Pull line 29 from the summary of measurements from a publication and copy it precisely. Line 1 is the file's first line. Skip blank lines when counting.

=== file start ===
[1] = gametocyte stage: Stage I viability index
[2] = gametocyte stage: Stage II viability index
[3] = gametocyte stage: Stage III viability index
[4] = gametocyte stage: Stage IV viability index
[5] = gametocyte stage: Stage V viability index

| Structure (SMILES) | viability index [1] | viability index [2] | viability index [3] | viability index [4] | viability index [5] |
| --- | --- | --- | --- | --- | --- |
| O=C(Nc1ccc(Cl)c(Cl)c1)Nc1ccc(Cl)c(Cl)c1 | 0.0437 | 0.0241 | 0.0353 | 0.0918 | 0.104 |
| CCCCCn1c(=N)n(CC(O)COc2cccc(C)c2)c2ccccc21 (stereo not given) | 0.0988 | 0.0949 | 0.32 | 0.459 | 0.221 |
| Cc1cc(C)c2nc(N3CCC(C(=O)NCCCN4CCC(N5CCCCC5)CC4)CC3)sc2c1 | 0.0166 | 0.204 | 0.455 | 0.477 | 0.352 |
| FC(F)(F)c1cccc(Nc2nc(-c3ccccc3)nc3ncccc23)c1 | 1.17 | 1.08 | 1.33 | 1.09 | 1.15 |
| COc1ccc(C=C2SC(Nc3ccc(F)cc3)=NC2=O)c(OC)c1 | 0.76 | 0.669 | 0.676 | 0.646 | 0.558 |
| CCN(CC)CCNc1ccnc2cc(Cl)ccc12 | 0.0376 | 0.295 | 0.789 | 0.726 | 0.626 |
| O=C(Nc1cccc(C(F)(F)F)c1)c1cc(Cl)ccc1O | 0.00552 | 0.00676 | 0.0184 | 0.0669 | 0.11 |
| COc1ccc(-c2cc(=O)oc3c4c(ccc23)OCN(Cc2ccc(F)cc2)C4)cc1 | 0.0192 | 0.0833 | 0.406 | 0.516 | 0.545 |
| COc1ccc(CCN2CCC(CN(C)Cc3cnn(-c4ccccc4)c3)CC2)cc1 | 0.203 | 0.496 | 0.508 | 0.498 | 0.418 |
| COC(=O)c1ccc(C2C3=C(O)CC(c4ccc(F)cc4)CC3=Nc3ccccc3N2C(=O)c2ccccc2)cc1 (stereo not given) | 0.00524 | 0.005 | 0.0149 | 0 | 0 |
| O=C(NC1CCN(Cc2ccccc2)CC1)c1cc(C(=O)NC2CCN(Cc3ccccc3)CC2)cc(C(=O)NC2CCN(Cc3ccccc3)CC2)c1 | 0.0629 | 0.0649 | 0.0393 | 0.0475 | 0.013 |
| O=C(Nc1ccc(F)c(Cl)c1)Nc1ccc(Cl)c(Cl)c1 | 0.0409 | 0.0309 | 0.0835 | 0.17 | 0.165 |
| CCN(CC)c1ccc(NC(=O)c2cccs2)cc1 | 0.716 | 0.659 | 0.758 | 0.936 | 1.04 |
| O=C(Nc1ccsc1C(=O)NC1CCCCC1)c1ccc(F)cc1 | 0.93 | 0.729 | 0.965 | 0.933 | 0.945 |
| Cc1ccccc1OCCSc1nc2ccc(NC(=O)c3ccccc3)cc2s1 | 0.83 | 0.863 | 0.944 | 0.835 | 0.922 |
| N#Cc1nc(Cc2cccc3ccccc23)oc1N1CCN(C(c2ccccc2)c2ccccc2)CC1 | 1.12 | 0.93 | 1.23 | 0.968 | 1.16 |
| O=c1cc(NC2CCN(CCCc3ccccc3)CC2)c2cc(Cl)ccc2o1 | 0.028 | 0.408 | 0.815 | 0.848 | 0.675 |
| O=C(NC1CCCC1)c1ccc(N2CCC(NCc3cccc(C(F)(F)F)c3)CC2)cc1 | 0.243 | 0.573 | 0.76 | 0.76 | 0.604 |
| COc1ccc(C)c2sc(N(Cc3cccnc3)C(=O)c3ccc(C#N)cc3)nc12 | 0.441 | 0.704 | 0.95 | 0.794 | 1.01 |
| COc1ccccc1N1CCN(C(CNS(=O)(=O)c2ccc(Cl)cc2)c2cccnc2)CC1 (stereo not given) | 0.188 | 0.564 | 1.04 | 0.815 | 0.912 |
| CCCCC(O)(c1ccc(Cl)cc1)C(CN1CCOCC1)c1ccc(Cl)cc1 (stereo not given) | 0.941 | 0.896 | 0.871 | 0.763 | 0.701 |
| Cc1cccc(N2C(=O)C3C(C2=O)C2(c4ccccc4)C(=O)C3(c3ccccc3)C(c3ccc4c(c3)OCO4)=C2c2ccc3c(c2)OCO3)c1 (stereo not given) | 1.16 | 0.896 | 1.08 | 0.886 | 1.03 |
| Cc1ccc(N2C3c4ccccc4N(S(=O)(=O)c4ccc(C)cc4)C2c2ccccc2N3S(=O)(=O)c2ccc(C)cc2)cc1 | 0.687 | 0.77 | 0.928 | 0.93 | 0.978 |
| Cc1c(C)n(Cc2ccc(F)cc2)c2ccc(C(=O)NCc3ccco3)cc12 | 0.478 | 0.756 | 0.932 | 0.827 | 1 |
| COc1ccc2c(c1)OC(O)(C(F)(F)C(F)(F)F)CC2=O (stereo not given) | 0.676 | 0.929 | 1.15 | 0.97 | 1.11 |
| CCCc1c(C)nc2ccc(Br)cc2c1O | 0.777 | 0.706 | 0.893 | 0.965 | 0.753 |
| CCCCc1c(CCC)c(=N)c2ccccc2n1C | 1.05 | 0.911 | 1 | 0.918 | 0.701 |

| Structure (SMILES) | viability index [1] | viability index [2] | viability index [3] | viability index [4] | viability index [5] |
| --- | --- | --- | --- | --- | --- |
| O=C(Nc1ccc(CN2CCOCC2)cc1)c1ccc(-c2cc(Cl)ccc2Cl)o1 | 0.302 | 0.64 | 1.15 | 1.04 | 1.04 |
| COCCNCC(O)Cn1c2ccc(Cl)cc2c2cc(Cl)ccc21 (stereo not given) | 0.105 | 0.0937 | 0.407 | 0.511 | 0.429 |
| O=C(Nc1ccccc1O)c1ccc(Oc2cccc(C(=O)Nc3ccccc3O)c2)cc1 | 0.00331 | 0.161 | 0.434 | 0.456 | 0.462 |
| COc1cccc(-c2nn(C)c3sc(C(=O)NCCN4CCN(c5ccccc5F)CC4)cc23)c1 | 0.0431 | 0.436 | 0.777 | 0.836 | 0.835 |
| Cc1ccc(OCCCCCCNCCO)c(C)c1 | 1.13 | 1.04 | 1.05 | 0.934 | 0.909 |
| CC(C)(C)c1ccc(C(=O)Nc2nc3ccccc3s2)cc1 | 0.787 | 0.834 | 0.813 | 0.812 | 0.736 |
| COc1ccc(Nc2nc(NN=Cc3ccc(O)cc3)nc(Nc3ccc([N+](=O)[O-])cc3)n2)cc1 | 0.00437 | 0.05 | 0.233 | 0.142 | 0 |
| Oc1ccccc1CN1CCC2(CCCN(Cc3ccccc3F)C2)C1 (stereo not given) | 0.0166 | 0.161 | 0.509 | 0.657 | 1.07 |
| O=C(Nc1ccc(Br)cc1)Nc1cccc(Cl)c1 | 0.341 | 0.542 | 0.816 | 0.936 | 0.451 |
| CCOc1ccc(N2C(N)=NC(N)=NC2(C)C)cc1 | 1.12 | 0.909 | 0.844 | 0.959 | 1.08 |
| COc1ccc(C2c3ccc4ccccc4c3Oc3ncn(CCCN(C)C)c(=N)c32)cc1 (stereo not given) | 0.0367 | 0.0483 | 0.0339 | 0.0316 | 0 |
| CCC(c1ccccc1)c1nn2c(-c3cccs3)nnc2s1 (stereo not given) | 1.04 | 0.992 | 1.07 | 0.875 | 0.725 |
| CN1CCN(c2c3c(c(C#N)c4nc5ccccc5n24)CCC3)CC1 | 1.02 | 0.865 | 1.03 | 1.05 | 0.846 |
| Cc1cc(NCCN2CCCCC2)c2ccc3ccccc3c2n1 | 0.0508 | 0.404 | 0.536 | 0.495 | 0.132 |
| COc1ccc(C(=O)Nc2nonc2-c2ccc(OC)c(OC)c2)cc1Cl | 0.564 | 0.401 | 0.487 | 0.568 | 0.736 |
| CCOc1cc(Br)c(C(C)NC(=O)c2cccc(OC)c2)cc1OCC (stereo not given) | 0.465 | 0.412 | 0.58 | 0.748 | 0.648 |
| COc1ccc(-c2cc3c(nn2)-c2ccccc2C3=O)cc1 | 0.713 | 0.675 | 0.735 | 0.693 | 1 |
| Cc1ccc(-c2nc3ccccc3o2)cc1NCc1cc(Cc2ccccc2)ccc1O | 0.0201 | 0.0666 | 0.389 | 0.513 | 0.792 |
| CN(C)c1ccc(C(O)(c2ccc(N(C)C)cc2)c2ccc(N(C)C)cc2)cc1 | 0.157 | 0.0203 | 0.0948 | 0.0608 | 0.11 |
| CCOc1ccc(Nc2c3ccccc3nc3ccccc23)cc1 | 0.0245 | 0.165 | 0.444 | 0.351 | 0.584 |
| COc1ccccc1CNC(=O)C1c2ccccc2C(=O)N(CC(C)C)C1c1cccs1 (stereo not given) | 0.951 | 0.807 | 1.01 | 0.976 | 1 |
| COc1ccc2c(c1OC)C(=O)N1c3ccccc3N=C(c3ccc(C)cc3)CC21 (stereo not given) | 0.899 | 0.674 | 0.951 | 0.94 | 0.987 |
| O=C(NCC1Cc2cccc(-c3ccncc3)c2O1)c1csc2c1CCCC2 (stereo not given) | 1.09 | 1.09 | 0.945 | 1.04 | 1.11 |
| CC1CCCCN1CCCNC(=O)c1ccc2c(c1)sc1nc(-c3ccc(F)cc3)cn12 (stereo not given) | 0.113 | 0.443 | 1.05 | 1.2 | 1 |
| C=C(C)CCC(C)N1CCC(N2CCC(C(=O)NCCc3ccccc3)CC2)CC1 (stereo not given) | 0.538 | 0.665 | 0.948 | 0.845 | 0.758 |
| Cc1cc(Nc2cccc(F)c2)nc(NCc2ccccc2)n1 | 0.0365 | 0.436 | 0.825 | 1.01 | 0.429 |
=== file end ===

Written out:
| Cc1cccc(N2C(=O)C3C(C2=O)C2(c4ccccc4)C(=O)C3(c3ccccc3)C(c3ccc4c(c3)OCO4)=C2c2ccc3c(c2)OCO3)c1 (stereo not given) | 1.16 | 0.896 | 1.08 | 0.886 | 1.03 |